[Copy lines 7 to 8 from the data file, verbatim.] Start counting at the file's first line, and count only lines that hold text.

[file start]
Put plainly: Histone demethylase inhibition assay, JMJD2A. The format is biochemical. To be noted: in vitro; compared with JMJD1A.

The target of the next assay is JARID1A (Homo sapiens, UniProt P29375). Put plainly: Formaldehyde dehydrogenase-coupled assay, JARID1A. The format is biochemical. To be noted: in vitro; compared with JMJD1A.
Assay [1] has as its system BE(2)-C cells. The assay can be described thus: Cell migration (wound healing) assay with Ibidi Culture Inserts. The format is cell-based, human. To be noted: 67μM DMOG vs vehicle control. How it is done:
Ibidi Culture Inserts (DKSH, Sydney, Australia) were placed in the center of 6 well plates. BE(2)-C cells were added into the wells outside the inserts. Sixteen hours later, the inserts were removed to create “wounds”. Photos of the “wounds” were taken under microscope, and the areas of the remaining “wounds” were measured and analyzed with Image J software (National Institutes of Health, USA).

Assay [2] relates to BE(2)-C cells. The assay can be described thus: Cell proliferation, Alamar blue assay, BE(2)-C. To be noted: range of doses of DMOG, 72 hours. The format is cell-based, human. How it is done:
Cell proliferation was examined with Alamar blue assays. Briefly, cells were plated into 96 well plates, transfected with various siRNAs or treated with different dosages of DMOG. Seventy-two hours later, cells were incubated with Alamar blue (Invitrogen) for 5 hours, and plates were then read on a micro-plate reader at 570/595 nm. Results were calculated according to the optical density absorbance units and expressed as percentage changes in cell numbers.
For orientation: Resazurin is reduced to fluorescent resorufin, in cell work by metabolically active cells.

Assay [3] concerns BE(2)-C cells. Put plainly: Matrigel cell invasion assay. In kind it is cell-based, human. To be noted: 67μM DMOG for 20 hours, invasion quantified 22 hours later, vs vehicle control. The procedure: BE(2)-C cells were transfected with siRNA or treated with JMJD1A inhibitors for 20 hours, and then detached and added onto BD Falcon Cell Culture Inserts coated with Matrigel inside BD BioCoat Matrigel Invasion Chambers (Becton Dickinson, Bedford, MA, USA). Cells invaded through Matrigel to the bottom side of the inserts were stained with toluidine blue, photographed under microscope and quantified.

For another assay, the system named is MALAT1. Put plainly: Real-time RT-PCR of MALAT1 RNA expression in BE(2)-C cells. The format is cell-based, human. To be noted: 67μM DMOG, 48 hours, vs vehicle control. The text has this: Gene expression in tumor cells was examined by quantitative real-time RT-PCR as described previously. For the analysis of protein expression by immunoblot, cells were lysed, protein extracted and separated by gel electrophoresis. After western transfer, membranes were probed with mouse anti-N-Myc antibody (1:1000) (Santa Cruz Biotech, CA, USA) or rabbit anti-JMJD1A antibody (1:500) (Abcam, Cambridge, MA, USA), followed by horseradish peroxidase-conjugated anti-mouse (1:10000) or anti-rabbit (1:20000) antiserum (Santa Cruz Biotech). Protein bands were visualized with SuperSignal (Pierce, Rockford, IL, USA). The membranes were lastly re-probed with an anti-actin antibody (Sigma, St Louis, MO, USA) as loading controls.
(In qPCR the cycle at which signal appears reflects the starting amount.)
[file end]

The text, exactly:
For orientation: Resazurin is reduced to fluorescent resorufin, in cell work by metabolically active cells.

Assay [3] concerns BE(2)-C cells. Put plainly: Matrigel cell invasion assay. In kind it is cell-based, human. To be noted: 67μM DMOG for 20 hours, invasion quantified 22 hours later, vs vehicle control. The procedure: BE(2)-C cells were transfected with siRNA or treated with JMJD1A inhibitors for 20 hours, and then detached and added onto BD Falcon Cell Culture Inserts coated with Matrigel inside BD BioCoat Matrigel Invasion Chambers (Becton Dickinson, Bedford, MA, USA). Cells invaded through Matrigel to the bottom side of the inserts were stained with toluidine blue, photographed under microscope and quantified.